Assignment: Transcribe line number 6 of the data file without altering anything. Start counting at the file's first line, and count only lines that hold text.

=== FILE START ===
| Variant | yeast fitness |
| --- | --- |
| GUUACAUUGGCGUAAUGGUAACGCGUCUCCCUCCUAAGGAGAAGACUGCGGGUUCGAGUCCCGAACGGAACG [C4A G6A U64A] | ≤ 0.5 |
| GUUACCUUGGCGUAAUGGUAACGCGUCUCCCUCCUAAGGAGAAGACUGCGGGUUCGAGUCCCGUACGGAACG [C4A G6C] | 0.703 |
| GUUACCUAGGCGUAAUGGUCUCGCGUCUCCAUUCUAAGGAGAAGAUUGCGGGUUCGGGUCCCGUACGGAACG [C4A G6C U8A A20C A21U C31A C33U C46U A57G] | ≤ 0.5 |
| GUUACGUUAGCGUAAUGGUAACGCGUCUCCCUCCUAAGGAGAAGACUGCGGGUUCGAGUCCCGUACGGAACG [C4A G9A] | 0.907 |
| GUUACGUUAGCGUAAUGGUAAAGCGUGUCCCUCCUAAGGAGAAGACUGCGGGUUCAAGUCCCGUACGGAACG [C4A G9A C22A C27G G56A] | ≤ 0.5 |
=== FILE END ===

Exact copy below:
| GUUACGUUAGCGUAAUGGUAACGCGUCUCCCUCCUAAGGAGAAGACUGCGGGUUCGAGUCCCGUACGGAACG [C4A G9A] | 0.907 |